Today, I headed out to pick the apples off of one of our crabapple trees.
This is the one that has such bright red, sweet apples. It also ripens earlier than the other trees.
Last year, most of the apples disappeared before I had a chance to harvest them, so I wanted to get them before the … deer? … get them first.
When we were cleaning things out, I was flummoxed by finding a grabber with spoons attached to it. My mother eventually remembered that my dad used it to pick apples.
I’m happy to say that it works absolutely beautifully!
Since there were so many apples to pick this year, I laid out a sheet on the ground for them to fall on. It also made it much easier to move the apples into a bucket.
I was able to fill a 5 gallon bucket just with the apples I could reach with my hands, or the grabber. I did try shaking the trees, too, but the branches are a bit too thick to be able to shake much at that height, so I didn’t get a lot that way.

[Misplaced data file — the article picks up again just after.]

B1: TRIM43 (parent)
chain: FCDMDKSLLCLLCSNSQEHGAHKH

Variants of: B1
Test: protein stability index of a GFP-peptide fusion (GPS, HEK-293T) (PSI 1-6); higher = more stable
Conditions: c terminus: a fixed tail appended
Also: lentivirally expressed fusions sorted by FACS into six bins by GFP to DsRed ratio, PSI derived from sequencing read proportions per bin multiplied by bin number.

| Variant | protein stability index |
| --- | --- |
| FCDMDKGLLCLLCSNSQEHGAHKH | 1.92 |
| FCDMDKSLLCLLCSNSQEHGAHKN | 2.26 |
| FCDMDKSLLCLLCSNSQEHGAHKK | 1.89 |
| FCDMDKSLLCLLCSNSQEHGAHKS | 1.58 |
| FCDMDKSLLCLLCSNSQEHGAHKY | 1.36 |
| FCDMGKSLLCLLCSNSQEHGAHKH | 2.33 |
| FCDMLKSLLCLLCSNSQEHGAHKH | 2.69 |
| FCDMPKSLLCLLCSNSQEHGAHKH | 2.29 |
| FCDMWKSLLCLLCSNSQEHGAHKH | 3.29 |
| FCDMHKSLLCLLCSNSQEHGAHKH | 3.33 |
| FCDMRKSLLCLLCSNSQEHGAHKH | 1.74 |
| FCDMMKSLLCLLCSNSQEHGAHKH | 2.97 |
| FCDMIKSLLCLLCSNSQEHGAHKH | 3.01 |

Using the step ladder, I was able to fill another 5 gallon bucket. I could have gotten more, but by then, it was getting too dangerous to try and get the apples, even with the grabber. The remaining apples will be for the birds. 🙂
Ten gallons of apples is so awesome! Last year, I used the apples from this tree to make apple cider vinegar. After trimming and chopping, I filled a quart jar 3/4s full.
That’s it. That’s all we had.
This year, I plan to make more apple cider vinegar, then juice at least a gallon, to make hard apple cider. There should still be plenty to give to my family, when they come out this weekend, if they want some.
For the hard apple cider, we have gallon jugs, bungs and airlocks to use. When we made apple cider vinegar in a quart jar last year, it was a success, but there was a problem with fruit flies being attracted to the coffee filter covered jar in the cupboard. So this year, I plan to use an air lock (they’re so cheap, I’ve been buying extras).
I’ll be using a repurposed gallon sized pickle jar for this, which means I need to find a way to get an airlock into the lid.
Which I’ve already gotten started, and will show how in my next post. 🙂